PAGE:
Wednesday, November 3, 2010

The next step in WoW profiteering

Ok, so this post will be a bit off-the-wall, and I'm hoping more to generate comments than anything else. The gold blog community is awash in amazing posts right now with detailed lists on items to stockpile, items to dump, items to flip, and items to avoid. I can't say it enough, that's awesome. I would not describe my forte as being able to track down or even analyze item-related trends. I don't have the time or focus.

However, something that I've been mulling for a while and has been recently quasi-confirmed, is how the future of true WoW profit will arise. To somewhat cartoon it a bit, I think there are three main levels within the WoW economy:

Commodities or "origination"
This is the bread and butter of trade in WoW. Ore, leather, etc. Ok, we all get that. You originate the materials.

Value add items
This is the second tier of production, where a commodity is modified to add value. Cutting a raw gem is a fine example, or crafting blacksmithing items. If the commodity business is the bread and butter, this is the meat and potatoes (geesh, sorry, I'm writing this while Horde is finishing another lopsided loss in Wintergrasp). No explanation needed, really.

Derivative profiteering
Most auctioneers fall into this category, on a small scale. Identify disequilibrium, profit, etc. No lecture needed for this part. HOWEVER, here's where it gets interesting. For a few months now, I've wondered when someone would string it all together and try to run an actual business in WoW. This is a truly derivative activity, and I'm not aware of it being done yet. It could take the form of insurance/annuities, or even basic savings/investment management (i.e., some poor soul who doesn't like to farm and is afraid of the AH gives you his hard earned 1k gold and you agree to pay interest on it or invest it and take a cut of the profit). The issues of collateral and counterparty risk are significant enough that I can see why this isn't common. I have read a few blurbs about it existing in another online game, but again I don't have time to research it and I'm not sure if it's an apples to apples comparison.

When I saw a post on another blog highlighting a new pay-based "remote auction house bot" that allows you to use the remote AH to buy/flip items, I thought two things: "uh oh" and "oh boy." I do not use this addon, nor can I see myself doing so. However, I think this is a watershed event. The program itself turns AHers into, essentially, day traders. Granted, the 200/day post limit is still hard-wired by Blizz, but I hope the significance of this is apparent...

Anyhow, I don't have any answers, and as stated originally I view this post as one long question. The comments I've received on this blog so far have been insightful and intelligent, so how do YOU feel about these developments? Where is WoW heading re: finance? Are there any true banks in WoW that you know of, and if not how long will it be?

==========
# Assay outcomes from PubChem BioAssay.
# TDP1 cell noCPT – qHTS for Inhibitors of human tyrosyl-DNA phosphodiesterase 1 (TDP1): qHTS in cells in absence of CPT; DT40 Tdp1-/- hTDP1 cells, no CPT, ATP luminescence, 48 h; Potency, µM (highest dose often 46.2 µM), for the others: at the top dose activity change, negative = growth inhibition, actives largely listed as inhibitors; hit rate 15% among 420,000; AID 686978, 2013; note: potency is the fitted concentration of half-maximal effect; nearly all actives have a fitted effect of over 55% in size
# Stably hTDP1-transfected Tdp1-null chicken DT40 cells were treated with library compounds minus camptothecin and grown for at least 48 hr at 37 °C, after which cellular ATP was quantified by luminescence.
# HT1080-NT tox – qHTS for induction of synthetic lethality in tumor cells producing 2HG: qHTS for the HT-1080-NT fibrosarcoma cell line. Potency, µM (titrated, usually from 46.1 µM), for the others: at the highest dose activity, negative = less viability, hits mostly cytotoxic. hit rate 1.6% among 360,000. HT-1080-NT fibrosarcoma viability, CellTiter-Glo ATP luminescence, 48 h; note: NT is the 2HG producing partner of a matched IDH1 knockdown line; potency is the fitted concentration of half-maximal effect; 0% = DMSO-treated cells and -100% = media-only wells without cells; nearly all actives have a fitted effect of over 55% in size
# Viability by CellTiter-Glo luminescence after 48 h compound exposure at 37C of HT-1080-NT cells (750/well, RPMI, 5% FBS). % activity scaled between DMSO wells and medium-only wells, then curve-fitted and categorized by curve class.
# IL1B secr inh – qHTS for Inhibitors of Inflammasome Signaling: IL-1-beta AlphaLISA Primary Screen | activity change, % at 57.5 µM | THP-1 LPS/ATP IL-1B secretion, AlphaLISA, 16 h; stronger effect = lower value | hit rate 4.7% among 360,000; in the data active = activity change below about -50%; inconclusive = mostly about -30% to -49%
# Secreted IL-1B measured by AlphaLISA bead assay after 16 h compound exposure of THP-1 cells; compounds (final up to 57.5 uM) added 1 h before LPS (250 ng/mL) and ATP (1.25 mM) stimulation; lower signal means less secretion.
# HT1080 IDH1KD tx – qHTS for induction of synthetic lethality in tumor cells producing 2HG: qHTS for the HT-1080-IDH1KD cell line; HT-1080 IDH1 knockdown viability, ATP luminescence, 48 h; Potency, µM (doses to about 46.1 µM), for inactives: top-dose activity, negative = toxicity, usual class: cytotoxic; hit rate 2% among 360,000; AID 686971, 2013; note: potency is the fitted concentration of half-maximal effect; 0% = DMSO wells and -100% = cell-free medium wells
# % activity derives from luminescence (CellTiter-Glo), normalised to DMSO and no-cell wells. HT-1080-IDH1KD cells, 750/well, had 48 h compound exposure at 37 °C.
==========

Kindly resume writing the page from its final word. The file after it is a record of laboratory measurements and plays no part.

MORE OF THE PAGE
1. Interesting idea in theory, but in reality most ppl will just do a bunk with your hard earned 1k gold, unless blizz get on the bandwagon and puts in some safeguards which i dont see happening.

  2. Creating a real business in WoW is a nice idea but since you can't enforce someone to pay you back for example, that's never gonna work. Besides, you would rely on a real good name for people to trust you with their money. Then someone pissed pops up saying you steal and your business is over...

    Regarding "Remote AH": I don't want to use it but I increasingly feel the urge to do so, just to keep up with competition. That sucks. One of the worst ideas Blizz had ever :(


  3. There are three fundamental problems moving past commodities and basic industry:
    1) lack of safeguards
    2) little benefit to financial services
    3) increasing scale makes you less efficient

    You could get past the lack of safeguards by doing this in a guild of trusted friends. In fact, a lot of guilds (assuming a well run guild bank, which is rare) probably could meet a loose definition of derivative profiteering. I run my guild bank and, if I didn't have gold of my own, could probably use the guild bank gold to make more gold. Even so, you'll always have a pretty limited clientele.

    So assume you have some clients that are willing to hand you gold. It's still not likely that they will store their gold with you because having an interest earning savings account or an insurance policy doesn't really benefit them. Characters don't grow old, lose earning potential, get sick, or retire (little benefit from savings). Catastrophic events (getting hacked?) can't really be mitigated via insurance because most items can't be bought back with gold. And there aren't serious consequences to losing all your gold. Repairs and basic consumables cost a fraction of what food and shelter would.